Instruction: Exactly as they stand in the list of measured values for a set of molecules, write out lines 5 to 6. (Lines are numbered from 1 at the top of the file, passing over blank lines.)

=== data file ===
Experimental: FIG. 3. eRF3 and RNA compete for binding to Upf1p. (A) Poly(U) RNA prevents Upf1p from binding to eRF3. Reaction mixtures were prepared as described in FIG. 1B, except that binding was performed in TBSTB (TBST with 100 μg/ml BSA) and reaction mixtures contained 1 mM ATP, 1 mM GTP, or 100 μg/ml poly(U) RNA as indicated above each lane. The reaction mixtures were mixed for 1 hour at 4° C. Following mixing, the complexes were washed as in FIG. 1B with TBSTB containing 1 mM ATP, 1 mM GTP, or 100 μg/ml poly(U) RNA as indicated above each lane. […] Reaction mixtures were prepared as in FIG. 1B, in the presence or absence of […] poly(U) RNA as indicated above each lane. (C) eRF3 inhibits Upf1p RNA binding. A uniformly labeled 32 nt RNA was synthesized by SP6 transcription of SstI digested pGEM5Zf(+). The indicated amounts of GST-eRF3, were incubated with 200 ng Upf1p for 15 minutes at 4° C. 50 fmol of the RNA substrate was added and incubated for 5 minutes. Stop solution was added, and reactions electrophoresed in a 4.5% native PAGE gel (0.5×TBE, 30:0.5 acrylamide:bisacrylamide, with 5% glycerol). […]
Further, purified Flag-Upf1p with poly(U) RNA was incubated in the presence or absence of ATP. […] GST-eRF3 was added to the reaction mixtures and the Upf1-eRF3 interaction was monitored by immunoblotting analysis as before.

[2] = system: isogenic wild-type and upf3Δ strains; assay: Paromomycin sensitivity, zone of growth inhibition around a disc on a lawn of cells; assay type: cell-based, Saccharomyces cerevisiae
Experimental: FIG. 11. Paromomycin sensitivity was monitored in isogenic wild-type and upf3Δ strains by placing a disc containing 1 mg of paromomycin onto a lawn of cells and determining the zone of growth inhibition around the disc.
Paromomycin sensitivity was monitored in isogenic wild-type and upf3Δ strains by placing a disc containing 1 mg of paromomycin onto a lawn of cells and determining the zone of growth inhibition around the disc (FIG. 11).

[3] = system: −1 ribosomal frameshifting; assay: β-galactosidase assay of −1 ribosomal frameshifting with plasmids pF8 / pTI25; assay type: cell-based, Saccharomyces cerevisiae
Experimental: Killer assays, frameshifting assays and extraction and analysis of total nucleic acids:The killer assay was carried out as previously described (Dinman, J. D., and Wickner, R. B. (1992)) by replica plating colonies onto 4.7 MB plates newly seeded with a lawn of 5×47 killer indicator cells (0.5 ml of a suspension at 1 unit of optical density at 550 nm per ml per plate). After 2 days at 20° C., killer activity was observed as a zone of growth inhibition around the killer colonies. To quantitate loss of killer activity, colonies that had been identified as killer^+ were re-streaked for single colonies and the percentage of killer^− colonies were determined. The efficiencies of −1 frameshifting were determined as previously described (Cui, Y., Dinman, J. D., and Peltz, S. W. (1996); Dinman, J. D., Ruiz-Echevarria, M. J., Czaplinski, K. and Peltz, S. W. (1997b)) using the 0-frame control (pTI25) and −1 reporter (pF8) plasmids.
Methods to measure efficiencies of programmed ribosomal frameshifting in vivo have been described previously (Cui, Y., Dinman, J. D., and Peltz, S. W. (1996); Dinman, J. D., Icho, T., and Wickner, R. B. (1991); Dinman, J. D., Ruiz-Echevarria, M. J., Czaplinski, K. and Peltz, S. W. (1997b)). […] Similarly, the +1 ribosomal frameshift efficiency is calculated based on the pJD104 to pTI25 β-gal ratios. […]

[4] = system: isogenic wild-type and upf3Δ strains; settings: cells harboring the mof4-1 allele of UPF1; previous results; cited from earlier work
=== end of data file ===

Paromomycin sensitivity was monitored in isogenic wild-type and upf3Δ strains by placing a disc containing 1 mg of paromomycin onto a lawn of cells and determining the zone of growth inhibition around the disc (FIG. 11).

[3] = system: −1 ribosomal frameshifting; assay: β-galactosidase assay of −1 ribosomal frameshifting with plasmids pF8 / pTI25; assay type: cell-based, Saccharomyces cerevisiae